Now that I am in front of a real computer, I checked out the "confirmation" that was sent and verified that you spoofed it. The email originated at: Received: from unknown (HELO ( Not Paypal's email servers. Thanks for playing.  Go fuck yourself.
Here's the lesson. If I wasn't a "computer guy" and understood how email works, I would have been fooled by this. Everything looked 100% legit. If you're dealing with selling an item through CraigsList to someone who is not local, be careful. If you have any thoughts that something might be wrong, find someone who knows what they're doing to examine the emails.

NOTE: Yes, the footer of the "confirmation" email telling me to get 5GB of email from should have given it away that it was a scam, however I was on my phone at the time and didn't see that. If you get these emails on your computer, look at the entire message for odd things like this.



2009-08-29 06:07:43

Rhuel says...
Good job not getting hosed. In addition to the "will" instead of "would", check out the wording at the bottom of the "PayPal" confirmation...completely scammer written. "It had been credit but won't be visible..." and "You can go ahead and finalize..." and "The money is unreversable..." PayPal doesn't use any of that verbiage...EVER. All dead give aways, but calling Paypal and checking headers is proof to back up your suspicion.

2009-08-29 09:31:15

Dave Southard says...
I had the same thing happen to me through ebay. I received fake notifications from both ebay and paypal that the payment had been made, yet no payment showed up in my account, so I waited for a few days, until eventually the scammer got very pushy with me to ship the item. I then sent the e-mails to ebay and paypal's confirmation service (to make sure that they didn't actually originate there) and sure enough, they were fake.. I then went through a long line of customer service agents before finally getting the user banned, but this is becoming a big problem. Almost every time I sell something on ebay, I'm confronted with at least one person who's pretending to be the buyer and have me ship the item to some strange address with a different person's name..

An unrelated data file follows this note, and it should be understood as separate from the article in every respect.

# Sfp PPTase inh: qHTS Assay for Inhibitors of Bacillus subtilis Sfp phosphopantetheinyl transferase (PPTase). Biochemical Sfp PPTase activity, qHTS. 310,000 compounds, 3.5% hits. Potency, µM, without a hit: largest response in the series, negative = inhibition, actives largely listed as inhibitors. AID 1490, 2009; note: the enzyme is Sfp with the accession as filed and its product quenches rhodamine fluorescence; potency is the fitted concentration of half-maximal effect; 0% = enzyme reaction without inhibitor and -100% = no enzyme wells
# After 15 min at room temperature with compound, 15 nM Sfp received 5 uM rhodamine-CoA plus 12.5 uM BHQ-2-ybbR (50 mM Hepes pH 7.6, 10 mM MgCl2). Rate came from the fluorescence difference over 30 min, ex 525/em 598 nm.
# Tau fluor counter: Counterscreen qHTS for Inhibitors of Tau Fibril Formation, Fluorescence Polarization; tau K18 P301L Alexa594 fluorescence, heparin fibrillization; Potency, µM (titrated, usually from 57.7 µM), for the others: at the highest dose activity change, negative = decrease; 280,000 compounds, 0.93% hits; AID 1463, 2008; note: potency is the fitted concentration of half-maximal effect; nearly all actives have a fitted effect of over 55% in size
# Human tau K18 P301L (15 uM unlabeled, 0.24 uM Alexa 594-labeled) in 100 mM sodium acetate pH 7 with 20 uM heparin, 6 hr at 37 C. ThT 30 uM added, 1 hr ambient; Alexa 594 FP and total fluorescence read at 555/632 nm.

2009-08-31 09:26:51

Anonymous says...
From: "" <>

Looks like a 'loophole' in:

Maybe it wouldn't have fooled:

LOL @ "APPROVED" for credition

2009-08-31 09:52:50

slonkak says...
Yeah, I guess the loophole in the first link is that only the display name is, the email is not, so it skips "verification".

I'll have to turn on the super authentication and see how that works.

2009-10-26 08:46:21

Nick says...
Craigslist is NOT for selling long distance that is what Ebay is for, only sell locally on Craigslist everyone else is just a scammer.

2010-01-07 12:26:02

Todd says...
I just received an email from Alan requesting a quote on some parts on my online store. I do not know why but my scam bell went off, so I tried searching his company and email, which brought me to your blog. I was happy to see it.
I thought I would pla with "Alan" and requested his company info. Here is what he sent me:

Company phone number and fax number
(208) 608-5004; NO FAX

Shipping address
5716 SITES DR.
BOISE, ID, 83705

So if anyone want to call him, they can. I googled mapped the address and it looks like a home in Boise.

2010-01-07 12:29:52

Todd says...
I just called his number and somone answered but the connection was bad. What is even funnier is that "Alan" sent an email shortly after that and said that our connection was bad. By his voice, he has a foreign accent.

Not sure what I am going to do next......

2010-01-07 13:01:34

slonkak says...
Todd, I'm glad my post was helpful. You did more than I was willing to do (calling him). I wish there were a way to report him and get him in trouble.

2010-01-25 22:29:07

Einstien says...
I love taking these scammers for a ride. When in doubt, always check the source or thread as to the source of the message. Also do a very good job of making sure that the original phished address AKA Paypal is really the correct domain and not some close approximation.

If you look close, you may also see where alan gets his addresses. He got mine from one of my clients mail servers. Many of these fraudulent messages come from Windows computers that were compromised, big surprise.